Active aid grows improved relations

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Active aid grows improved relations


Korea and Mexico do not have a long history, but the relationship between them has grown quickly.

Last year, a new strain of the H1N1 influenza virus gripped the world, killing nearly 15,000 people worldwide. The global outbreak began in Mexico.

When Mexico was first struck with the virus, other countries began quarantining Mexican travelers and generally cutting off any physical contact with the North American nation. But Korea was different.

On May 5, less than two months after the outbreak in Mexico was detected, the Korean government shipped $500,000 worth of medical supplies to Mexico, including masks, gloves and ear thermometers.

Also in May, epidemiologist Shin Hyung-sik of the National Medical Center and nurse Park Soo-won spent 17 days touring four cities in Mexico, treating flu patients and offering education on flu prevention to Mexicans and Koreans alike. Shin and Park also provided 2,000 doses of Tamiflu and 10,000 medical masks. More than 200 Korean residents were checked for flu and none were found to have been infected.

In recognition of efforts such as these, Mexican President Felipe Calderon sent a thank-you note to Korean President Lee Myung-bak in June.

Later, at a time when China was quarantining Mexican travelers, Korea was still providing aid. Last April, Japan temporarily suspended visa waivers for Mexican citizens in response to the March outbreak.

Mexico’s neighbors were no better in their treatment of Mexican travelers. Peru, Cuba and Ecuador canceled flights to and from Mexico. Colombia canceled a football friendly match against Mexico. A taxi driver in Argentina refused a Mexican passenger.

The low point came in early May, when Haiti, one of the world’s poorest nations, declined to receive a Mexican ship delivering 77 tons of food aid. Mexican Ambassador Zadalinda Gonzalez y Reynero said at the time that ship’s crew was in perfect health and Haiti’s fears of infection were “unfounded.”

Korean businessmen working in Mexico said at the time that their Mexican business partners were appreciative of the assistance, but there was another benefit for Korea. Officials at the Mexico office of the Korea Trade-Investment Promotion Agency, or Kotra, said that through the additional aid, Korean companies were finally able to shed the image that they were not contributing to Mexico.

“Korea’s response to the flu outbreak was timely and measured,” said Park Dong-hyung, head of the Korea Business Center in Kotra’s Mexico City office. “Mexico felt betrayed and disappointed in these neighboring countries because Mexico considered them ‘brothers.’”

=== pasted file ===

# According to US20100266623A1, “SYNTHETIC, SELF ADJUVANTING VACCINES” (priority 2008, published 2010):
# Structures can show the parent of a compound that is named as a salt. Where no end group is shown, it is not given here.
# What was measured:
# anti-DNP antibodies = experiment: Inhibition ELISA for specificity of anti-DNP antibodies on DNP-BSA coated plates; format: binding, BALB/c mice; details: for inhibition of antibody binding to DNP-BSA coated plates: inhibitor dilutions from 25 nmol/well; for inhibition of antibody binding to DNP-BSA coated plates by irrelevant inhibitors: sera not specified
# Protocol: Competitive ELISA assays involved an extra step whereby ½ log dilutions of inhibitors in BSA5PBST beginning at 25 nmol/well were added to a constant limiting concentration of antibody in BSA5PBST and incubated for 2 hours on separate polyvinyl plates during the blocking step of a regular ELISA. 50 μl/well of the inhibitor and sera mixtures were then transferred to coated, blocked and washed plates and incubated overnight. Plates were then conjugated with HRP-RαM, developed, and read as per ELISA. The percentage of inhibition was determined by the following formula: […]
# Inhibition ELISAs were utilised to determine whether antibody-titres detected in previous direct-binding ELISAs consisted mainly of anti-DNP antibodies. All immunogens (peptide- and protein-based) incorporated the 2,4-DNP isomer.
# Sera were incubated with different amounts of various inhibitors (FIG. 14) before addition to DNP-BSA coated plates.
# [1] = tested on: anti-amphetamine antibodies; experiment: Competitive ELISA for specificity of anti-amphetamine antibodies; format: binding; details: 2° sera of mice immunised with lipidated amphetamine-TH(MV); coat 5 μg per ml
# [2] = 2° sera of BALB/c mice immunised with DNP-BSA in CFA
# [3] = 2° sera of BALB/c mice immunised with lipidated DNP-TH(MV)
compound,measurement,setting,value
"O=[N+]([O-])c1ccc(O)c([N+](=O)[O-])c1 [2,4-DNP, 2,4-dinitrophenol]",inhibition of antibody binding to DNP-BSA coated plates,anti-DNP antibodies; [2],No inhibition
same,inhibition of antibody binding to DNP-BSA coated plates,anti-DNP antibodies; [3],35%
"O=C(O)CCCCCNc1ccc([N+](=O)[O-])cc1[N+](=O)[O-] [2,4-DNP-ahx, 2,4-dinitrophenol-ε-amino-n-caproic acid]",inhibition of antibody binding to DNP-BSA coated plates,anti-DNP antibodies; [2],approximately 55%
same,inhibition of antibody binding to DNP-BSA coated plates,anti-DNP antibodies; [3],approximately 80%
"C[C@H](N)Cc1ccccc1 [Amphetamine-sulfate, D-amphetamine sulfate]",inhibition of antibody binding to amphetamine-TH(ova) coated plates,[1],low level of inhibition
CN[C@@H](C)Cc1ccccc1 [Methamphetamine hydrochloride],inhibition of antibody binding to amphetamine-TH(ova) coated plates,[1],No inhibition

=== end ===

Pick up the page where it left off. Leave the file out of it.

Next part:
“Thanks to our government’s calm response to the flu outbreak, my business partners here all hailed Korea as a country of gentlemen,” said Kim Cheol-won, head of the hats manufacturer Joy Caps. “[Korea’s improved image] has definitely helped in dealings with our partners.”

Choi Sun-gyu, head of Hankook Tire’s Mexico office, chimed in: “Ordinary citizens and government bureaucrats alike are impressed, and that should drive up our sales.”

Diplomatic relations between Korea and Mexico are relatively new, going back only 48 years. The first Mexican ambassador to Korea, Francisco de Icaza, was appointed in 1967. According to the Korean Foreign Ministry, the Mexican Embassy didn’t open in Korea until 1978. The first Mexican ambassador to Korea based here full-time was Ricardo Galan Mendez, who began serving here in 1987.

In 1990, the national Olympic committees of the two countries reached a deal to promote sport exchanges. And many Korean football fans still have a special place in their hearts reserved for Mexico.

In the 1980s in Mexico, Korea’s upstart under-20 squad reached the semifinals of the FIFA World Youth Championship, which is now called the FIFA U-20 World Cup. And until Korea reached the final four of the 2002 FIFA World Cup, the feat in Mexico was considered the greatest in the nation’s football history.

Cities and provinces from the two countries have also established ties since late 1980s. Partners include Seoul and Mexico City, Busan and Tijuana, Daejeon and Guadaajara, and Gyeonggi and Mexico State.

By Yoo Jee-ho []

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